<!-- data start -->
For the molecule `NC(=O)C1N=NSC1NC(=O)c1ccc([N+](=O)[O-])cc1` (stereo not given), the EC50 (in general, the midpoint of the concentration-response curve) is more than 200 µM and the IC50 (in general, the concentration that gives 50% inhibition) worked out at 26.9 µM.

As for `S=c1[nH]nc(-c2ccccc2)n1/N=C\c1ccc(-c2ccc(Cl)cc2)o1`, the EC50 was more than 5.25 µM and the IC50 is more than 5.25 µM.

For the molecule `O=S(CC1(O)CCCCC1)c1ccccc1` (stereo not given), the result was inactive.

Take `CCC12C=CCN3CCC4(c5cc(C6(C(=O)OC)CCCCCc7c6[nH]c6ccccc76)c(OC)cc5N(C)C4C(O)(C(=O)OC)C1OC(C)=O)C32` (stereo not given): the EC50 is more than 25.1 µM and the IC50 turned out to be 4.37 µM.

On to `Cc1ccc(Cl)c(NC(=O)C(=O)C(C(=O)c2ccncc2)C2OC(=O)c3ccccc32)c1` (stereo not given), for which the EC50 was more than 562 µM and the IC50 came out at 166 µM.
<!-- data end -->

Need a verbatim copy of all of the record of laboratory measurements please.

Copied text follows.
For the molecule `NC(=O)C1N=NSC1NC(=O)c1ccc([N+](=O)[O-])cc1` (stereo not given), the EC50 (in general, the midpoint of the concentration-response curve) is more than 200 µM and the IC50 (in general, the concentration that gives 50% inhibition) worked out at 26.9 µM.

As for `S=c1[nH]nc(-c2ccccc2)n1/N=C\c1ccc(-c2ccc(Cl)cc2)o1`, the EC50 was more than 5.25 µM and the IC50 is more than 5.25 µM.

For the molecule `O=S(CC1(O)CCCCC1)c1ccccc1` (stereo not given), the result was inactive.

Take `CCC12C=CCN3CCC4(c5cc(C6(C(=O)OC)CCCCCc7c6[nH]c6ccccc76)c(OC)cc5N(C)C4C(O)(C(=O)OC)C1OC(C)=O)C32` (stereo not given): the EC50 is more than 25.1 µM and the IC50 turned out to be 4.37 µM.

On to `Cc1ccc(Cl)c(NC(=O)C(=O)C(C(=O)c2ccncc2)C2OC(=O)c3ccccc32)c1` (stereo not given), for which the EC50 was more than 562 µM and the IC50 came out at 166 µM.